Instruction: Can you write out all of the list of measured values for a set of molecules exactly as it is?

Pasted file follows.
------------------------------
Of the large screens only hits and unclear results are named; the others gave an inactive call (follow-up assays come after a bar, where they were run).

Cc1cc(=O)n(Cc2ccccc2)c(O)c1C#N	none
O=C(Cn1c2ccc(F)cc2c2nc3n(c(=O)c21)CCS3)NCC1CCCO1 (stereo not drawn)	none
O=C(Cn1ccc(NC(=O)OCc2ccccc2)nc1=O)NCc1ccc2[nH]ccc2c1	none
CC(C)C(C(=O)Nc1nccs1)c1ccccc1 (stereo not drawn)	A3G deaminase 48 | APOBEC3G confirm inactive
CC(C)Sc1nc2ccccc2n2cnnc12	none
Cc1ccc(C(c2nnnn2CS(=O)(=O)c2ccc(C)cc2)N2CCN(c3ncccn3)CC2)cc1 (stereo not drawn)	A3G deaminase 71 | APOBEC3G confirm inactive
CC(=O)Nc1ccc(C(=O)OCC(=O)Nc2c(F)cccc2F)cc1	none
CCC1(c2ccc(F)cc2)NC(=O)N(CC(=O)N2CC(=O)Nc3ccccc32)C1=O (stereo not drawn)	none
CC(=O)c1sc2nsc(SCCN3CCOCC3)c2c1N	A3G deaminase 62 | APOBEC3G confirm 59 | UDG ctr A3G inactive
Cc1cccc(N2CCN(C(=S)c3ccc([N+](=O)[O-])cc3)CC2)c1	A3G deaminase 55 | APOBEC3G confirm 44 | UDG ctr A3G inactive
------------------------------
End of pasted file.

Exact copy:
Of the large screens only hits and unclear results are named; the others gave an inactive call (follow-up assays come after a bar, where they were run).

Cc1cc(=O)n(Cc2ccccc2)c(O)c1C#N	none
O=C(Cn1c2ccc(F)cc2c2nc3n(c(=O)c21)CCS3)NCC1CCCO1 (stereo not drawn)	none
O=C(Cn1ccc(NC(=O)OCc2ccccc2)nc1=O)NCc1ccc2[nH]ccc2c1	none
CC(C)C(C(=O)Nc1nccs1)c1ccccc1 (stereo not drawn)	A3G deaminase 48 | APOBEC3G confirm inactive
CC(C)Sc1nc2ccccc2n2cnnc12	none
Cc1ccc(C(c2nnnn2CS(=O)(=O)c2ccc(C)cc2)N2CCN(c3ncccn3)CC2)cc1 (stereo not drawn)	A3G deaminase 71 | APOBEC3G confirm inactive
CC(=O)Nc1ccc(C(=O)OCC(=O)Nc2c(F)cccc2F)cc1	none
CCC1(c2ccc(F)cc2)NC(=O)N(CC(=O)N2CC(=O)Nc3ccccc32)C1=O (stereo not drawn)	none
CC(=O)c1sc2nsc(SCCN3CCOCC3)c2c1N	A3G deaminase 62 | APOBEC3G confirm 59 | UDG ctr A3G inactive
Cc1cccc(N2CCN(C(=S)c3ccc([N+](=O)[O-])cc3)CC2)c1	A3G deaminase 55 | APOBEC3G confirm 44 | UDG ctr A3G inactive